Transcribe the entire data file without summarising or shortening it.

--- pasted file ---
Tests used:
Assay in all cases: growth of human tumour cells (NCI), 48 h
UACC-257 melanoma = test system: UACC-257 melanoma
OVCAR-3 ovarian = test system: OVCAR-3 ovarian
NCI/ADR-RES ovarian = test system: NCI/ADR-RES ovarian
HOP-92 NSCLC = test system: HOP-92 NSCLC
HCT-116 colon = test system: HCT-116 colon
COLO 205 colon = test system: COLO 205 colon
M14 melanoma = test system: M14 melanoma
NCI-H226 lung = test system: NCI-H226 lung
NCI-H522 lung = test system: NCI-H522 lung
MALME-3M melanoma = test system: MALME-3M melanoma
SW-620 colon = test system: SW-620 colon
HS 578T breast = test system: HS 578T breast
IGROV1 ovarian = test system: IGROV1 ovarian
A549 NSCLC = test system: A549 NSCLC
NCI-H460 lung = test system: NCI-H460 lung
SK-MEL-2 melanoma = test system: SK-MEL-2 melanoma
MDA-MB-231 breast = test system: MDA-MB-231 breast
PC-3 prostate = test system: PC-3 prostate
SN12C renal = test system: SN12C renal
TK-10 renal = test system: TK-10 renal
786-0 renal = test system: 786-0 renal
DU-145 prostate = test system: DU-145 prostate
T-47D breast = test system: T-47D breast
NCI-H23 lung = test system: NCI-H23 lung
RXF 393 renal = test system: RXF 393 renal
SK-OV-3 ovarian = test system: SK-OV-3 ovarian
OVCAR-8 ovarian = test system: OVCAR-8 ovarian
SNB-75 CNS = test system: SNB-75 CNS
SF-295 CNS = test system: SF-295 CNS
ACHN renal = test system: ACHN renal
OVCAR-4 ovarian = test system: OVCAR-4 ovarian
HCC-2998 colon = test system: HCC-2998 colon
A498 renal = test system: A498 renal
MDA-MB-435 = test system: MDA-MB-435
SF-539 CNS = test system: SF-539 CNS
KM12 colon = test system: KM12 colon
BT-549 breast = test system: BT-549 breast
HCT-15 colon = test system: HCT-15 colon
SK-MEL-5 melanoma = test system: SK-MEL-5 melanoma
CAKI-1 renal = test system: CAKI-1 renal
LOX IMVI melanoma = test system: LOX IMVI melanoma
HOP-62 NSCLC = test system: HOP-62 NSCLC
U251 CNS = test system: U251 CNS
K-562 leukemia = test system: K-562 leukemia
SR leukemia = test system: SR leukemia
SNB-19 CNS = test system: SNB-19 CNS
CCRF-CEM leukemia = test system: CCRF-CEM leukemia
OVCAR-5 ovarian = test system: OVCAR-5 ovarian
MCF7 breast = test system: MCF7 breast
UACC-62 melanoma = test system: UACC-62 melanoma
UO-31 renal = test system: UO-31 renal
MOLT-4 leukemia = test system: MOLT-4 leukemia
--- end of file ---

Tests used:
Assay in all cases: growth of human tumour cells (NCI), 48 h
UACC-257 melanoma = test system: UACC-257 melanoma
OVCAR-3 ovarian = test system: OVCAR-3 ovarian
NCI/ADR-RES ovarian = test system: NCI/ADR-RES ovarian
HOP-92 NSCLC = test system: HOP-92 NSCLC
HCT-116 colon = test system: HCT-116 colon
COLO 205 colon = test system: COLO 205 colon
M14 melanoma = test system: M14 melanoma
NCI-H226 lung = test system: NCI-H226 lung
NCI-H522 lung = test system: NCI-H522 lung
MALME-3M melanoma = test system: MALME-3M melanoma
SW-620 colon = test system: SW-620 colon
HS 578T breast = test system: HS 578T breast
IGROV1 ovarian = test system: IGROV1 ovarian
A549 NSCLC = test system: A549 NSCLC
NCI-H460 lung = test system: NCI-H460 lung
SK-MEL-2 melanoma = test system: SK-MEL-2 melanoma
MDA-MB-231 breast = test system: MDA-MB-231 breast
PC-3 prostate = test system: PC-3 prostate
SN12C renal = test system: SN12C renal
TK-10 renal = test system: TK-10 renal
786-0 renal = test system: 786-0 renal
DU-145 prostate = test system: DU-145 prostate
T-47D breast = test system: T-47D breast
NCI-H23 lung = test system: NCI-H23 lung
RXF 393 renal = test system: RXF 393 renal
SK-OV-3 ovarian = test system: SK-OV-3 ovarian
OVCAR-8 ovarian = test system: OVCAR-8 ovarian
SNB-75 CNS = test system: SNB-75 CNS
SF-295 CNS = test system: SF-295 CNS
ACHN renal = test system: ACHN renal
OVCAR-4 ovarian = test system: OVCAR-4 ovarian
HCC-2998 colon = test system: HCC-2998 colon
A498 renal = test system: A498 renal
MDA-MB-435 = test system: MDA-MB-435
SF-539 CNS = test system: SF-539 CNS
KM12 colon = test system: KM12 colon
BT-549 breast = test system: BT-549 breast
HCT-15 colon = test system: HCT-15 colon
SK-MEL-5 melanoma = test system: SK-MEL-5 melanoma
CAKI-1 renal = test system: CAKI-1 renal
LOX IMVI melanoma = test system: LOX IMVI melanoma
HOP-62 NSCLC = test system: HOP-62 NSCLC
U251 CNS = test system: U251 CNS
K-562 leukemia = test system: K-562 leukemia
SR leukemia = test system: SR leukemia
SNB-19 CNS = test system: SNB-19 CNS
CCRF-CEM leukemia = test system: CCRF-CEM leukemia
OVCAR-5 ovarian = test system: OVCAR-5 ovarian
MCF7 breast = test system: MCF7 breast
UACC-62 melanoma = test system: UACC-62 melanoma
UO-31 renal = test system: UO-31 renal
MOLT-4 leukemia = test system: MOLT-4 leukemia